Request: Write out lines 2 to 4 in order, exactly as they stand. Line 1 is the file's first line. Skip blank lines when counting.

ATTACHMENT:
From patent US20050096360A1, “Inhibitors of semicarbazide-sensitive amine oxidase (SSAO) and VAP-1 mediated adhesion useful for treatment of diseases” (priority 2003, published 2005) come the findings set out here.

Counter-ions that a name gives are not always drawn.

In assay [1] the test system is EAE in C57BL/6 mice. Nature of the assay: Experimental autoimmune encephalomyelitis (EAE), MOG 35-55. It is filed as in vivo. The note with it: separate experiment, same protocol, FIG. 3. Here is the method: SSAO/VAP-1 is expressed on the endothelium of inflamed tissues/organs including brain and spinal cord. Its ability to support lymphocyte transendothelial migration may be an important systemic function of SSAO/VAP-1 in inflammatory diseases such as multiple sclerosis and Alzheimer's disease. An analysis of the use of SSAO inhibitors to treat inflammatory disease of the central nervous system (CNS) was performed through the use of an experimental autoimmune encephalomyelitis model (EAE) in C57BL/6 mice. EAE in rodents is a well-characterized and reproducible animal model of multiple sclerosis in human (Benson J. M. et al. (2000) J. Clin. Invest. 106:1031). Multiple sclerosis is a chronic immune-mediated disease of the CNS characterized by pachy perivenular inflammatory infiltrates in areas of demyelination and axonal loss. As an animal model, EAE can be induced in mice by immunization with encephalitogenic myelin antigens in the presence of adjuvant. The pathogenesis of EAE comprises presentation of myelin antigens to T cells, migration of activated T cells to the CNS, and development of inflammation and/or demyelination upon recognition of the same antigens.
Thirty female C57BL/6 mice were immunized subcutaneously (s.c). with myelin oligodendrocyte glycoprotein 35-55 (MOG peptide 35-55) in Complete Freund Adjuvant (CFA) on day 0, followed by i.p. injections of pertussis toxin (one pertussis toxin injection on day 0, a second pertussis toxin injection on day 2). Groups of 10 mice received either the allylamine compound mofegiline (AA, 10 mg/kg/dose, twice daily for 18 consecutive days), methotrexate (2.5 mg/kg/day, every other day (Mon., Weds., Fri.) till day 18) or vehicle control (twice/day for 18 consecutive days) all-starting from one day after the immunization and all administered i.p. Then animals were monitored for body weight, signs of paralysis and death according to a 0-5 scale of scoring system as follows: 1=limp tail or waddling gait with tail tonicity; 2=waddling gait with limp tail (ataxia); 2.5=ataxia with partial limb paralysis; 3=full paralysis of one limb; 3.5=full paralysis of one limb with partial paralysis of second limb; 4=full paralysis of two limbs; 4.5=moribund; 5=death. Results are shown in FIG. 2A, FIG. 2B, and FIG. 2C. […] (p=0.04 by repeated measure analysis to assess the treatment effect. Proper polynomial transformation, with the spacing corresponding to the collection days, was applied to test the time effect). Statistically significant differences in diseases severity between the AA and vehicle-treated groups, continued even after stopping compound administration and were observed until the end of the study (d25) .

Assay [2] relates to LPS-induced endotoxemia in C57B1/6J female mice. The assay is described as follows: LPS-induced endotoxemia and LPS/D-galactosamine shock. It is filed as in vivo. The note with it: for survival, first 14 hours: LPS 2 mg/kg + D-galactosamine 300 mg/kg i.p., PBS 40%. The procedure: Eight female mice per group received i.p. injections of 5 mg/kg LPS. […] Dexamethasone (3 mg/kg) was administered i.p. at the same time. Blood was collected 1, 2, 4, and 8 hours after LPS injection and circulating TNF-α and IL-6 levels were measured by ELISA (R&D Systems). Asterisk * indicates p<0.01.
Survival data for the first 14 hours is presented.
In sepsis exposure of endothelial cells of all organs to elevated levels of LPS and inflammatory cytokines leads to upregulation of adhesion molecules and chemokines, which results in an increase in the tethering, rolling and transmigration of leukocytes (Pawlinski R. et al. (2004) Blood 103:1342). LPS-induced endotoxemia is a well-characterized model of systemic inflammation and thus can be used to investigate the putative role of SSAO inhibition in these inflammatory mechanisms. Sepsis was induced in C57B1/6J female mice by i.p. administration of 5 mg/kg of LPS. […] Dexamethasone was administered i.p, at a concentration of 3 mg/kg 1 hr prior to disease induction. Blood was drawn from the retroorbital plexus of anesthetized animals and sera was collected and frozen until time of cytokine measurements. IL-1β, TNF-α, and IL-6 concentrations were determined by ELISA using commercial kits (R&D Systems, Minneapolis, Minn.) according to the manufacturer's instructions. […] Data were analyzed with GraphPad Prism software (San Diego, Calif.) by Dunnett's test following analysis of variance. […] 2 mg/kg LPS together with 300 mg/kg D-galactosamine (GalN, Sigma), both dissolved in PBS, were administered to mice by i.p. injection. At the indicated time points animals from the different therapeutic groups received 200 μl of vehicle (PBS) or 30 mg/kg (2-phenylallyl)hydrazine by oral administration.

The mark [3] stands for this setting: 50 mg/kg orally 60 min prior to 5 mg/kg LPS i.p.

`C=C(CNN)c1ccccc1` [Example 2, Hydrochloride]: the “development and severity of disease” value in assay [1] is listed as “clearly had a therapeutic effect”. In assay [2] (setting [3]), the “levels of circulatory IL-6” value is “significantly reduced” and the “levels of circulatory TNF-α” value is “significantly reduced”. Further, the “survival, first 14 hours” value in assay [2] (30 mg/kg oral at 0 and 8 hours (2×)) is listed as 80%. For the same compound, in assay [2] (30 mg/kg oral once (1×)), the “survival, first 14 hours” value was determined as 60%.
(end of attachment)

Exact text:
Counter-ions that a name gives are not always drawn.

In assay [1] the test system is EAE in C57BL/6 mice. Nature of the assay: Experimental autoimmune encephalomyelitis (EAE), MOG 35-55. It is filed as in vivo. The note with it: separate experiment, same protocol, FIG. 3. Here is the method: SSAO/VAP-1 is expressed on the endothelium of inflamed tissues/organs including brain and spinal cord. Its ability to support lymphocyte transendothelial migration may be an important systemic function of SSAO/VAP-1 in inflammatory diseases such as multiple sclerosis and Alzheimer's disease. An analysis of the use of SSAO inhibitors to treat inflammatory disease of the central nervous system (CNS) was performed through the use of an experimental autoimmune encephalomyelitis model (EAE) in C57BL/6 mice. EAE in rodents is a well-characterized and reproducible animal model of multiple sclerosis in human (Benson J. M. et al. (2000) J. Clin. Invest. 106:1031). Multiple sclerosis is a chronic immune-mediated disease of the CNS characterized by pachy perivenular inflammatory infiltrates in areas of demyelination and axonal loss. As an animal model, EAE can be induced in mice by immunization with encephalitogenic myelin antigens in the presence of adjuvant. The pathogenesis of EAE comprises presentation of myelin antigens to T cells, migration of activated T cells to the CNS, and development of inflammation and/or demyelination upon recognition of the same antigens.
Thirty female C57BL/6 mice were immunized subcutaneously (s.c). with myelin oligodendrocyte glycoprotein 35-55 (MOG peptide 35-55) in Complete Freund Adjuvant (CFA) on day 0, followed by i.p. injections of pertussis toxin (one pertussis toxin injection on day 0, a second pertussis toxin injection on day 2). Groups of 10 mice received either the allylamine compound mofegiline (AA, 10 mg/kg/dose, twice daily for 18 consecutive days), methotrexate (2.5 mg/kg/day, every other day (Mon., Weds., Fri.) till day 18) or vehicle control (twice/day for 18 consecutive days) all-starting from one day after the immunization and all administered i.p. Then animals were monitored for body weight, signs of paralysis and death according to a 0-5 scale of scoring system as follows: 1=limp tail or waddling gait with tail tonicity; 2=waddling gait with limp tail (ataxia); 2.5=ataxia with partial limb paralysis; 3=full paralysis of one limb; 3.5=full paralysis of one limb with partial paralysis of second limb; 4=full paralysis of two limbs; 4.5=moribund; 5=death. Results are shown in FIG. 2A, FIG. 2B, and FIG. 2C. […] (p=0.04 by repeated measure analysis to assess the treatment effect. Proper polynomial transformation, with the spacing corresponding to the collection days, was applied to test the time effect). Statistically significant differences in diseases severity between the AA and vehicle-treated groups, continued even after stopping compound administration and were observed until the end of the study (d25) .